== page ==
“You’re trying to estimate the likely income that a property can generate, then estimate and deduct the operating expenses to come up with a net income estimate,” Bullock said. “And that will be capitalized into a value estimate, or what we call a capitalization rate.”
To figure out the net operating income of a property, CRE appraisers review leases that are currently in place, and check rent comparables, historical operating data and other market information. They determine the capitalization rate by dividing the net operating income by the property’s sale price.
This approach is considered to be the most accurate method to determine a property’s value, and is commonly used for large apartment buildings, shopping centers, offices and other properties that have a strong earning potential.
3. The Cost Approach
This method estimates value based on the replacement cost to build a property, and can be useful for newly constructed buildings or ones that are unique on the market.
“First, you estimate the land value, usually with a sales comparison approach,” Bullock said. “We look for other land sales similar to that property, estimate the value of the land, then estimate the replacement cost of the building.”
Assuming a buyer won’t want to pay more for a building than it would cost to rebuild it from scratch, the cost approach also evaluates the costs of the materials and labor when determining how much would need to be spent to construct the same building in the current market. This method is not used as often as the two previous ones, because it’s considered to be the least accurate for any property older than 10 years, since it’s difficult to estimate accumulated depreciation, Bullock added.
“If it’s a 20-year-old building, and you figured the building has a 40-year economic life, you may apply a 50% depreciation charge. There are various methods for estimating depreciation, but they all have weaknesses.”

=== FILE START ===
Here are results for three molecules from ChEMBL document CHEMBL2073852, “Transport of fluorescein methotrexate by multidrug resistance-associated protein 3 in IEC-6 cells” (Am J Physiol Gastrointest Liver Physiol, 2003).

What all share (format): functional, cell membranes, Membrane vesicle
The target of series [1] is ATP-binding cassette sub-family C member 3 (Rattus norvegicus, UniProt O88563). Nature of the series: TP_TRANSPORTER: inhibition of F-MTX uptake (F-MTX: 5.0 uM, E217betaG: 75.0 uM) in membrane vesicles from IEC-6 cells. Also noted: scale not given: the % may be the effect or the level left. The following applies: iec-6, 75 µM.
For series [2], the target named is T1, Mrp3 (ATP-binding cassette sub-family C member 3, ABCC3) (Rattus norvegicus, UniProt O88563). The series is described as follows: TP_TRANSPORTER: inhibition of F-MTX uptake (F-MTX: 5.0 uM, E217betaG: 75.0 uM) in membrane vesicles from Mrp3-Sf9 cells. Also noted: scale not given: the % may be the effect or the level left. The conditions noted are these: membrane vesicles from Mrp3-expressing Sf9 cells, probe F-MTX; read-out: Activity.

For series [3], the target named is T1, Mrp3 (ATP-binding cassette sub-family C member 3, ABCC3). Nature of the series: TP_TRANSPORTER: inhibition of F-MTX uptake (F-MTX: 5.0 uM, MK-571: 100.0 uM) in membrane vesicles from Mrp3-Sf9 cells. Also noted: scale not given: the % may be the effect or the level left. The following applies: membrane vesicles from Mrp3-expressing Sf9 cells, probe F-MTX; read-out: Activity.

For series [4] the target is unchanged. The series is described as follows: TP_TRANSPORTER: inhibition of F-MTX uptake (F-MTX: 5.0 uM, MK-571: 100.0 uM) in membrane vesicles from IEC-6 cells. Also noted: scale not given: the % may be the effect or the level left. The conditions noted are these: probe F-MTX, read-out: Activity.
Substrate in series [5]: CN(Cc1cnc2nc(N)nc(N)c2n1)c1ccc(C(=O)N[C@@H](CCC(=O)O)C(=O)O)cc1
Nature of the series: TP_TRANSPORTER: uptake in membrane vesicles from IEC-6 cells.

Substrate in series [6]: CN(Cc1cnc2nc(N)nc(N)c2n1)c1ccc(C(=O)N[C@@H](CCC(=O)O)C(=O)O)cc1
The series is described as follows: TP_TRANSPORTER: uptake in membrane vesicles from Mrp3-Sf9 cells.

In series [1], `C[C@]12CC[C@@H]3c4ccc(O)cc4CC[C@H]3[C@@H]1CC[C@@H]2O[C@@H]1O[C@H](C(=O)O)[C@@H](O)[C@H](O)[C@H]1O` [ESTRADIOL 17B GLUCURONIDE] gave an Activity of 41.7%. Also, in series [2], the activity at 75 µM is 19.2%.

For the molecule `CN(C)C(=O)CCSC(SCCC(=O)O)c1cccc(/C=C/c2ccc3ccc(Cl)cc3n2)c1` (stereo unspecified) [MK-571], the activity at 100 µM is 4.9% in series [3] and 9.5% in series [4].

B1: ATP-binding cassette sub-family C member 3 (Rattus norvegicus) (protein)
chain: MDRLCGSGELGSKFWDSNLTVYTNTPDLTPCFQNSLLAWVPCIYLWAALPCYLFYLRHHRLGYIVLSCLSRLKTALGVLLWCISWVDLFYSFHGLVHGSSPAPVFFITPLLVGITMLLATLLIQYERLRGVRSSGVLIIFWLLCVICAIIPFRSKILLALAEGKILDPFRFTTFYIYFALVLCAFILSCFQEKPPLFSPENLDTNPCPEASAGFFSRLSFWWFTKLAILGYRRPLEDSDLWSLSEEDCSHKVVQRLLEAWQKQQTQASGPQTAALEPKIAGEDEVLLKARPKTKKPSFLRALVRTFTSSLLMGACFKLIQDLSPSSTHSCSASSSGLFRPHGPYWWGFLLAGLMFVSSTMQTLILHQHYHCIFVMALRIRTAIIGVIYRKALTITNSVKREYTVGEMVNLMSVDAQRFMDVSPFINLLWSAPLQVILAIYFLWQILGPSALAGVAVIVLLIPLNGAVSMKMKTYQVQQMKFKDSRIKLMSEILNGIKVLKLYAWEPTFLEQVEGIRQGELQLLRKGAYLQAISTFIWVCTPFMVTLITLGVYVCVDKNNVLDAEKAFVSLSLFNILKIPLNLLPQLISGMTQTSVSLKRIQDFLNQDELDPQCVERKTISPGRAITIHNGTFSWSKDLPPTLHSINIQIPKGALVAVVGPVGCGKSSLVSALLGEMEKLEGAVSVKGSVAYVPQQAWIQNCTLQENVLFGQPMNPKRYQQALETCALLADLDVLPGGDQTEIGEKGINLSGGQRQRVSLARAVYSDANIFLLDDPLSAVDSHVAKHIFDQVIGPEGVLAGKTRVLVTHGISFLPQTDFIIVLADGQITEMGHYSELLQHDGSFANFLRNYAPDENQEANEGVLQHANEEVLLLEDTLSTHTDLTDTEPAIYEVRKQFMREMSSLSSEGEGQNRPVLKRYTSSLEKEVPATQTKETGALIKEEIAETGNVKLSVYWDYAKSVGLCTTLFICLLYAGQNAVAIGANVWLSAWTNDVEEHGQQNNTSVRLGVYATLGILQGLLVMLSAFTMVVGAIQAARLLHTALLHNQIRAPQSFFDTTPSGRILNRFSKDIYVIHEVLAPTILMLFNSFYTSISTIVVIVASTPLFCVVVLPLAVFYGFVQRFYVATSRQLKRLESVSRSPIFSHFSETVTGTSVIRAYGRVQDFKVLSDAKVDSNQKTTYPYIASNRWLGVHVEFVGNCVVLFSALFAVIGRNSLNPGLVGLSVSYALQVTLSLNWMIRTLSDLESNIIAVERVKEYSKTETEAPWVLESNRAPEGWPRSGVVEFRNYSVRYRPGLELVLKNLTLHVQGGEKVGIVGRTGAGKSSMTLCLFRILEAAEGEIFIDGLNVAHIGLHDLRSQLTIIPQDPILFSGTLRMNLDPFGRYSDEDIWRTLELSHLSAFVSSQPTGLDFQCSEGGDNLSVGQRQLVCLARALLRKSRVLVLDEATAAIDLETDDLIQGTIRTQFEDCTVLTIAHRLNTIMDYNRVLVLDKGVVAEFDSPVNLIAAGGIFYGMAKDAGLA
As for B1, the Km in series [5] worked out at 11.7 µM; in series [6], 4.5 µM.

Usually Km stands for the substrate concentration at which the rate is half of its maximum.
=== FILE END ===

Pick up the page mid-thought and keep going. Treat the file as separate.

After collecting data from multiple sources, commercial appraisers then verify and analyze the valuation, taking into account the reliability of their chosen approach and the kind of property being appraised. Then they attempt to form an unbiased opinion of value, and ultimately they create a final appraisal report, which is then provided to the investors and lenders.
Commercial Real Estate Appraisal FAQs
Often, commercial appraisals tend to take longer than residential appraisals because they’re more complex. Timelines can also vary depending on where a building is located and how busy CRE appraisers are in a market. Here are some answers to questions interested parties often ask:
How Long Does a Commercial Appraisal Take?
Factoring in the inspection and investigative work required to gather all necessary data, commercial property appraisals generally take between two to four weeks to complete, says Bullock.
“That turnaround time is largely driven by what the appraiser has as far as other assignments,” he adds.
How Much Does a Commercial Appraisal Cost?
The cost to prepare a CRE appraisal varies depending on the size and type of property and the nature of the appraisal needed.
“Typically, for a full narrative appraisal report, they’re normally in the range of $2,500 to $3,500,” Bullock said. “It’ll be above that for larger, more complex properties, and sometimes below that for a very simple cookie-cutter property. A hotel appraisal, for example, is a much more complex undertaking than a typical apartment building. And a five- or 10-unit apartment complex is generally easier than a 200-unit building.”
Examples of more complicated properties include a strip mall or other multi-tenant retail property with leases in place that need to be analyzed, making it cost more to appraise than a small store.
“And you’ll often have to do a discounted cash flow analysis, so that’s considered a more complex appraisal with a higher fee,” he noted.
Who Conducts the Appraisal?
Professional commercial real estate appraisers will be in charge of the process, doing the detective work to figure out valuation. In smaller firms, Bullock said, one person might do everything, while larger appraisal firms may split up the work with one person assemble information and collect data, while another does the verification and analysis.
Where Can I Find a Commercial Real Estate Appraiser?
Bullock suggested starting your search for a commercial appraiser by consulting The Appraisal Institute.
“If you use an appraiser with the Member Appraisal Institute designation, then you’re pretty much guaranteed to get somebody who’s knowledgeable on your property type,” Bullock said. “We also have state licensing in the U.S., but that’s a much easier and less rigorous qualification, so there’s less of a guarantee that the person will have the expertise you need.”
Appraising the Appraisal Process
Commercial real estate appraisals are similar to residential appraisals, but there are important differences between the two processes. Knowing what to expect, and what to ask, will help prepare you to undergo an appraisal for your commercial property.